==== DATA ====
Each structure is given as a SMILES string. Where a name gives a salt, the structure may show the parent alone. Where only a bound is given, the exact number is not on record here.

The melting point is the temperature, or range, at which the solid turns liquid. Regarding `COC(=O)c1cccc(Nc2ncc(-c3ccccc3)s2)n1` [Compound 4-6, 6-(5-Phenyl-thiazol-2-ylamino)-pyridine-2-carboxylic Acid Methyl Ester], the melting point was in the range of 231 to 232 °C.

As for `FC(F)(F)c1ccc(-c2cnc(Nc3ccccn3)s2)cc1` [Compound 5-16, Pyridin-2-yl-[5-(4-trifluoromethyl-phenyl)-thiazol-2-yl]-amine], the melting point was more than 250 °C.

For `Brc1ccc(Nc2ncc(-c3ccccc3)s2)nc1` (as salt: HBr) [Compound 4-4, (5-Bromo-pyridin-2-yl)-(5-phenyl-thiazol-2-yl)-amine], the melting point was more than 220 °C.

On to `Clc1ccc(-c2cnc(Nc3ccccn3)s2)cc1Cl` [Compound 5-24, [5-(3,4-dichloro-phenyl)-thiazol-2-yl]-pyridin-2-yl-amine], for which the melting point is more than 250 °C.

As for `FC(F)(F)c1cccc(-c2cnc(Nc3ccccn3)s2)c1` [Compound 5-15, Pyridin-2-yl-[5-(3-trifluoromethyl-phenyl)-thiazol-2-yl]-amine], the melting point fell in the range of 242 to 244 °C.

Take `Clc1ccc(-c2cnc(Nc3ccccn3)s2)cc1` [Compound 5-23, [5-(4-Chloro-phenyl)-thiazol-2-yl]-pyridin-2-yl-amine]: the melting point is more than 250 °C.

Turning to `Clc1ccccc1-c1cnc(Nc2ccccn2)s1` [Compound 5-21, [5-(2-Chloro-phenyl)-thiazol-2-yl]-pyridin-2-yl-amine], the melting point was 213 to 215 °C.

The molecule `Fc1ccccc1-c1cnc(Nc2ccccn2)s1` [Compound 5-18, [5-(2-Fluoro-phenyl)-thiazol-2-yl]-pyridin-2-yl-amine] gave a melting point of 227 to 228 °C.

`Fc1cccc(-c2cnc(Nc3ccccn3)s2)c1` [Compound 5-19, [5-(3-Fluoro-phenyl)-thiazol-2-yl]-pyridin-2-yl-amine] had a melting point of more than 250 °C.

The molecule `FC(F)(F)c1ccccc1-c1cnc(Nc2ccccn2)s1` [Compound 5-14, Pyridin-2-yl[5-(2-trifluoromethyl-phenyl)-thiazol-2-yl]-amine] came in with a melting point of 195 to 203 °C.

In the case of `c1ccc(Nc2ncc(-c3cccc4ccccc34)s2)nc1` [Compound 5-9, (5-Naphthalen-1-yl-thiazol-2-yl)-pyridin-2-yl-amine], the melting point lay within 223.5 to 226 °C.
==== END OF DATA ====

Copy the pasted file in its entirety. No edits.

Each structure is given as a SMILES string. Where a name gives a salt, the structure may show the parent alone. Where only a bound is given, the exact number is not on record here.

The melting point is the temperature, or range, at which the solid turns liquid. Regarding `COC(=O)c1cccc(Nc2ncc(-c3ccccc3)s2)n1` [Compound 4-6, 6-(5-Phenyl-thiazol-2-ylamino)-pyridine-2-carboxylic Acid Methyl Ester], the melting point was in the range of 231 to 232 °C.

As for `FC(F)(F)c1ccc(-c2cnc(Nc3ccccn3)s2)cc1` [Compound 5-16, Pyridin-2-yl-[5-(4-trifluoromethyl-phenyl)-thiazol-2-yl]-amine], the melting point was more than 250 °C.

For `Brc1ccc(Nc2ncc(-c3ccccc3)s2)nc1` (as salt: HBr) [Compound 4-4, (5-Bromo-pyridin-2-yl)-(5-phenyl-thiazol-2-yl)-amine], the melting point was more than 220 °C.

On to `Clc1ccc(-c2cnc(Nc3ccccn3)s2)cc1Cl` [Compound 5-24, [5-(3,4-dichloro-phenyl)-thiazol-2-yl]-pyridin-2-yl-amine], for which the melting point is more than 250 °C.

As for `FC(F)(F)c1cccc(-c2cnc(Nc3ccccn3)s2)c1` [Compound 5-15, Pyridin-2-yl-[5-(3-trifluoromethyl-phenyl)-thiazol-2-yl]-amine], the melting point fell in the range of 242 to 244 °C.

Take `Clc1ccc(-c2cnc(Nc3ccccn3)s2)cc1` [Compound 5-23, [5-(4-Chloro-phenyl)-thiazol-2-yl]-pyridin-2-yl-amine]: the melting point is more than 250 °C.

Turning to `Clc1ccccc1-c1cnc(Nc2ccccn2)s1` [Compound 5-21, [5-(2-Chloro-phenyl)-thiazol-2-yl]-pyridin-2-yl-amine], the melting point was 213 to 215 °C.

The molecule `Fc1ccccc1-c1cnc(Nc2ccccn2)s1` [Compound 5-18, [5-(2-Fluoro-phenyl)-thiazol-2-yl]-pyridin-2-yl-amine] gave a melting point of 227 to 228 °C.

`Fc1cccc(-c2cnc(Nc3ccccn3)s2)c1` [Compound 5-19, [5-(3-Fluoro-phenyl)-thiazol-2-yl]-pyridin-2-yl-amine] had a melting point of more than 250 °C.

The molecule `FC(F)(F)c1ccccc1-c1cnc(Nc2ccccn2)s1` [Compound 5-14, Pyridin-2-yl[5-(2-trifluoromethyl-phenyl)-thiazol-2-yl]-amine] came in with a melting point of 195 to 203 °C.

In the case of `c1ccc(Nc2ncc(-c3cccc4ccccc34)s2)nc1` [Compound 5-9, (5-Naphthalen-1-yl-thiazol-2-yl)-pyridin-2-yl-amine], the melting point lay within 223.5 to 226 °C.